Sometimes, however, countries that have very similar levels of GDP can have varying levels of traffic risk. One of the most striking cases of this involves Belgium and the Netherlands. They are virtually identical in per capita GDP, but in Belgium, the traffic fatality rate is more than twice as high as the Netherlands (even though life expectancy itself is slightly higher in Belgium). These two countries share a border, even a language—why should Belgium be so much more dangerous? Perhaps it has to do with population density. Studies have shown that the less densely populated a place, the higher the risk of traffic fatalities. And, it turns out, the Netherlands crams more people into less space, while the Belgians have more room to roam. The nonfatal crash rate, on the other hand, is usually higher in more densely populated places: There are more people to run into. In Belgium that rate, too, was nearly twice as high as in the Netherlands. What about motorization levels? The higher the level of motorization, the more the fatality risk tends to drop—but where the Netherlands had only 422 vehicles per thousand people in 1999, Belgium had 522. Traffic laws might seem a good explanation, except that both Belgium and the Netherlands have similar speed limits and blood alcohol concentration restrictions.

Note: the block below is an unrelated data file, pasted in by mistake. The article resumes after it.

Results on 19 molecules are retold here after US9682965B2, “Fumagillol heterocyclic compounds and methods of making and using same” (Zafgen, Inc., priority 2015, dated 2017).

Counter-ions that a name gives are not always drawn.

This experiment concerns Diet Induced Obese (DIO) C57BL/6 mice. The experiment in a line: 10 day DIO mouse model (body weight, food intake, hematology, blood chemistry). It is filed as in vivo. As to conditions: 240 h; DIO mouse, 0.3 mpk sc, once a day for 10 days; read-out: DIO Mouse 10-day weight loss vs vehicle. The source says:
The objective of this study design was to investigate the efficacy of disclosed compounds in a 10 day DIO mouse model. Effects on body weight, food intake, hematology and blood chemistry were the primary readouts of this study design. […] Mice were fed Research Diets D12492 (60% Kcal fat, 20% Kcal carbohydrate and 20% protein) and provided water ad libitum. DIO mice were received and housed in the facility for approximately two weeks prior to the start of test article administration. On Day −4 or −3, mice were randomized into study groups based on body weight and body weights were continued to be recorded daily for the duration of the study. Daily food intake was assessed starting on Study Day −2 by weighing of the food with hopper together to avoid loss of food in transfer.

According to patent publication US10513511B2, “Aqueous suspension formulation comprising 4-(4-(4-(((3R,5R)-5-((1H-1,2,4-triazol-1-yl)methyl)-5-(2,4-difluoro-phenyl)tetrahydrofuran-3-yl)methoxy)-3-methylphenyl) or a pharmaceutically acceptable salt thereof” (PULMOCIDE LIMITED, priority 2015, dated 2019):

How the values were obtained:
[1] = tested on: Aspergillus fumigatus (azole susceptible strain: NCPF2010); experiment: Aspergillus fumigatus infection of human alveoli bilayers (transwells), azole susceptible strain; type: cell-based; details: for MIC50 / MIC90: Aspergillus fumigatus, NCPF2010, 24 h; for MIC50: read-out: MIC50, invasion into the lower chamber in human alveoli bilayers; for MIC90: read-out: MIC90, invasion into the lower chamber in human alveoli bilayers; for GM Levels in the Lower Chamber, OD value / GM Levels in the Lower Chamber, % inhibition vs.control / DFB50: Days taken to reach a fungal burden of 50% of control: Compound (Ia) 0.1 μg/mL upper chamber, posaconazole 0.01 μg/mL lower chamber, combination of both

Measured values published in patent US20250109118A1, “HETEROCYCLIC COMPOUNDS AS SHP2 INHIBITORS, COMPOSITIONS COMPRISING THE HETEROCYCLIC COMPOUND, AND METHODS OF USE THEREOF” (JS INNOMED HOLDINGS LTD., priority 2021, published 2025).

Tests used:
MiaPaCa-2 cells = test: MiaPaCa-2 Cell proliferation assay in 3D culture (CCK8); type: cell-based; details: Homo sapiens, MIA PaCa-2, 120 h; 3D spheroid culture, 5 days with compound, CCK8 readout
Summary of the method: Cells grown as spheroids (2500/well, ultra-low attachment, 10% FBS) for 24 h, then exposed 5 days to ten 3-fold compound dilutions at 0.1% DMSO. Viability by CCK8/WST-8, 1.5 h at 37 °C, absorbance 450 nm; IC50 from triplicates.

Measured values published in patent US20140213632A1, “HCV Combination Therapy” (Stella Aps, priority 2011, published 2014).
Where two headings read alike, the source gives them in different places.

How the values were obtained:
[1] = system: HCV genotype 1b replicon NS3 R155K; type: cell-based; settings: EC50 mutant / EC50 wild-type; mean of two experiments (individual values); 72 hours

So why is Belgium a more dangerous place to drive? An answer of sorts may be found in another kind of index, one that more or less aligns with the GDP but often diverges in interesting ways: corruption. According to indices compiled by the anticorruption watchdog Transparency International, the Netherlands was ranked number nine in 2006, while Belgium appeared much farther down the list, at number twenty.